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Professor Receives National Science Foundation Grant to Test Boreal Forests’ Blood Pressure
Boreal ecosystems, dotted by subarctic lakes, are the world’s northernmost forests. The boreal biome is the largest on Earth, stretching across Alaska, Canada, Russia and Scandinavia. These forests of spruce, fir and pine help regulate the global climate by sequestering carbon in biomass and soils and providing oxygen through photosynthesis. Yet, the health of carbon-rich boreal ecosystems depends on fires that release tree seeds from protective cones and allow forests to regenerate.
“You can’t have a boreal forest without fire,” says Melissa Chipman, assistant professor of arctic paleoecology and paleoclimate in the Department of Earth and Environmental Sciences in the College of Arts and Sciences.
But as the global climate has rapidly warmed, many boreal forests have become hotter and drier, increasing repeated blazes. “We are seeing far more boreal fires than we’ve ever seen before,” she says.
Chipman is a paleoecologist who studies reconstructions of Arctic and subarctic ecosystems. She is a co-investigator of a National Science Foundation-funded project to understand the history of boreal fire over the past 6,000 years and help anticipate climate change consequences in the future.
If fire frequency accelerates in boreal forests, it could cause dramatic forest losses, thaw permafrost and release additional carbon into the atmosphere, hastening further climate change.
The research team will undertake fieldwork and spatial analyses, assessing the severity of recent burns on the landscapes and the impacts on vegetation structure and composition, to determine how fire-resilient the landscape is today. The researchers will also use high-performance computer models to estimate how past warming or cooling temperatures and fire frequency have interacted and how they could interact in the future. The lead co-investigator is paleoecologist Philip Higuera at the University of Montana.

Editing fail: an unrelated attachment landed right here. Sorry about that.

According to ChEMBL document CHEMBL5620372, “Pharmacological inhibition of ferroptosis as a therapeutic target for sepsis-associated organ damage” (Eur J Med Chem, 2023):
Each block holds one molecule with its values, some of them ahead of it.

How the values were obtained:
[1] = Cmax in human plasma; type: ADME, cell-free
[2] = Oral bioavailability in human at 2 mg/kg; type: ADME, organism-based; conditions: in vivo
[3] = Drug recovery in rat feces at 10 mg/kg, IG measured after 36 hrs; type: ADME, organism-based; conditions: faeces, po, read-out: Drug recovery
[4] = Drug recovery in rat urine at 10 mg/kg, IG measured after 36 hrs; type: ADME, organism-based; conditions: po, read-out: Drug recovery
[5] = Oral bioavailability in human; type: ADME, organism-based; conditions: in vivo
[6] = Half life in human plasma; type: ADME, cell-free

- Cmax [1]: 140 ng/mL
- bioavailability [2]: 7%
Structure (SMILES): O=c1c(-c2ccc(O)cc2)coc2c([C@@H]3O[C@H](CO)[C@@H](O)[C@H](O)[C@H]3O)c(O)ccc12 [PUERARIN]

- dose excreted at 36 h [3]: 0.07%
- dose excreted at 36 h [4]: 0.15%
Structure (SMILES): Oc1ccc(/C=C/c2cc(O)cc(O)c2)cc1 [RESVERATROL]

Chipman is focusing on the geochemical part of the research, studying the paleo history of boreal lakes, which contain fossil clues of fire and forest change buried in their sediment layers.
She will study sediment cores taken from boreal forest lakebeds. Different chemical indicators of past watershed responses to fire—such as nitrogen isotopes—are found buried in ancient sediments and can reveal how forest ecosystems have changed over the past 6,000 years.
“Testing sediment geochemistry is like taking someone’s blood pressure to see if they’re about to have a heart attack,” she says. “One of the first symptoms of a transition to a different type of ecosystem is to see a fundamental shift in the biogeochemistry.”
During a warming period of increased burning 500 years ago, flammable species such as black spruce were outcompeted by flame-resistant ones such as quaking aspen, apparently allowing the boreal forest ecosystems to stabilize and guard against ecosystem collapse by becoming less flammable.
“We want to know what happened to nitrogen released in a boreal forest environment before and after a fire,” she says. “I will scan sediment cores to learn the elemental composition of nitrogen isotopes during periods of more fire versus periods of less fire.”
Nitrogen isotopes in sediment cores can indicate ecological processes that occurred in the watershed in the past. By looking at these signals, the researchers can learn whether enhanced past burning had caused a loss of nutrients from soils. Nutrient losses could be an indicator that the forest system was stressed.
The team is looking for clues about whether there were various ecosystem adaptations—such as changes in vegetation—that may have helped to stabilize or destabilize the boreal forest system. These clues could provide critical information about how a rapidly warming climate could affect boreal forests in the future.
“We’re starting to see dramatic changes now, and we need to help people understand what could happen,” says Chipman.
This story was written by John H. Tibbetts